A resolution calling for the impeachment of activist federal judges was introduced in the House State Affairs Committee Monday morning.
The measure was sponsored by Rep. Paul Shepherd, R-Riggins.
It urges Congress to support the principle that judges “should keep their oath of office to uphold the law, and not make or change the law,” and seeks to clarify that judges should interpret the U.S. Constitution “as close to original intent as possible.”
The recent U.S. District Court ruling overturning Idaho's ban on same-sex marriage was one factor in bringing the resolution forward, although judicial activism is something Shepherd has been concerned about for years.
“The time is right to get back to our Constitution, not just on the marriage issue, but on the commerce clause and privacy and all the things (federal judges) are totally, obviously not correct on,” he said.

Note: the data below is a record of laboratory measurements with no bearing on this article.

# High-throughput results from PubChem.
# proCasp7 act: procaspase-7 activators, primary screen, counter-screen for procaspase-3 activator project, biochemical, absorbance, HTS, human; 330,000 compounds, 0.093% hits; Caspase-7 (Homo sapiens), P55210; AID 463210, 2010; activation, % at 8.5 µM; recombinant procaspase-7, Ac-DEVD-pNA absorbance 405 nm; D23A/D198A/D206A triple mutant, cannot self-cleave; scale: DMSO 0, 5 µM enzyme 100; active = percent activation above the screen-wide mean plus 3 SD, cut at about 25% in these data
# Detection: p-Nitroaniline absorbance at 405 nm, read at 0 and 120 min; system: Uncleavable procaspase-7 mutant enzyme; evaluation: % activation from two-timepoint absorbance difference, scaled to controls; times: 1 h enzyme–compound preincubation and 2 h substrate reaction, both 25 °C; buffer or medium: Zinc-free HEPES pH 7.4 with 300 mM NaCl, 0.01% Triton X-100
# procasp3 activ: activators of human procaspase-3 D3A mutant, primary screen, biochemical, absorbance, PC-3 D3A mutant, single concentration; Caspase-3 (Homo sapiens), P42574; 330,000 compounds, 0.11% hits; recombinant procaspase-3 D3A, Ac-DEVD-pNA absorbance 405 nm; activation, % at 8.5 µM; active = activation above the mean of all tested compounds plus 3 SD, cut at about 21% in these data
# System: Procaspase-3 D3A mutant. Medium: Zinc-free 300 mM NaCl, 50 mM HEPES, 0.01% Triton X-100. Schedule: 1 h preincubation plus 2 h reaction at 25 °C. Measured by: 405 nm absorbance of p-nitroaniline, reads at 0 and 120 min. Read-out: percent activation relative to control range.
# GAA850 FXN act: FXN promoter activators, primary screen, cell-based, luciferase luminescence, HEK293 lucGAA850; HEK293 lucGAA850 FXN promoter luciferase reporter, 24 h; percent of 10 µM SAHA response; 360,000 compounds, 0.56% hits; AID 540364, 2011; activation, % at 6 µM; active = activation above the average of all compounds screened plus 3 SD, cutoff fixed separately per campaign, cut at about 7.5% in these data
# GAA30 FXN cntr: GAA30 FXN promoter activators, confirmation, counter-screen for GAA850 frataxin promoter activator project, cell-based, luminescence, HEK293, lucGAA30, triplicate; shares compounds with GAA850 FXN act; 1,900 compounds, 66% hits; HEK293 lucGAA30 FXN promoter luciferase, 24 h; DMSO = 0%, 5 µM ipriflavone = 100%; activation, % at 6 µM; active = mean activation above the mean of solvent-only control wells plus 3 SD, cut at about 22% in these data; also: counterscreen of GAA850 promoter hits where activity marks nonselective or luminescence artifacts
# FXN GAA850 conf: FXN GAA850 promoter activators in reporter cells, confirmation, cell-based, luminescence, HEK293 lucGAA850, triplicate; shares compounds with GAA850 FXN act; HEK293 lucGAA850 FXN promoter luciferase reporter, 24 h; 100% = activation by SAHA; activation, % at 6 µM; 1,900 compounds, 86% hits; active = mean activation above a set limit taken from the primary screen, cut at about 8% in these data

Shepherd accused the Supreme Court and other federal courts of “ruling just based on their agenda,” which includes usurping states' rights.
“If you think into it, the state is the highest level of government,” he said. “The Constitution and Supreme Court, even though they're called federal, their oath is to uphold the states. The primacy clause … really gives states primacy. We have primacy on marriage, health care, all those issues.”
Shepherd said he brought forward the resolution “to show I'm fulfilling my oath of office,” as well as to provide a check and balance on the judicial branch.
The committee introduced the resolution on a party line vote.
Rep. Melissa Wintrow, D-Boise, opposed the measure because it was contrary to the purpose of checks and balances.
“Our purpose here is to make laws, the executive branch carries out the laws and the judicial branch interprets the laws to make sure we got it right,” she said. “The purpose of the judicial branch is to interpret. I value that balance in our government.”